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As Goes January, So Goes the Stock Market for the Year

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One time-tested adage on Wall Street holds that “As Goes January, So Goes the Year,” meaning that if the market goes up in January, it will continue to rise for the rest of the year, and vice versa.

S&P’s Sam Stovall still believes this adage has merit, particularly when predicting positive full-year performances.

Since 1945, he notes, whenever the S&P 500 advanced in price in January, it continued to rise an average 11.6% during the remaining 11 months of the year. That’s substantially higher than the average 7.2% price gain for the “500” during all 11- month periods since World War II. Finally, this early upward “directional signal” was correct 85% of the time.

But the strategist recently took this idea one step further: he wanted to see whether January could also prove a good predictor of year-ahead performances for sectors and sub-industries in the S&P 500. The answer, he says, is “Yes.”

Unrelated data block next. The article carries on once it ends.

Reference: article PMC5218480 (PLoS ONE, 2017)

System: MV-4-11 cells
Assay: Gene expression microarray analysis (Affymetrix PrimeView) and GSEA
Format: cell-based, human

The idea is a simple one: just select the three S&P 500 sectors, or 10 sub-industries, that posted the best performances during January and hold them for a year.

As the chart below shows, since 1970, the S&P 500 posted a 12-month (January 31 to January 31) average price change of 8.2%. The 10 sub-industries in the S&P 500 that recorded the highest price performances in the month of January, went on to record an average 17.6% price appreciation in the following 12 months. The 10 sub-industries that recorded the lowest price performances in January continued their laggard ways in the year ahead, by registering an average annual gain of 5.8%.

Sector performance results – for both the best and worst performers in January – were consistent with the results for the best and worst performing sub-industries.

Of course, as Stovall likes to remind us, history serves as guide, but never as gospel. What worked in the past may not always work in the future. However, the long-term consistency of these portfolios remain encouraging, in his view.

So, what would a January Barometer portfolio look like for this year? Here is your data:

POSITION:  No positions in stocks mentioned.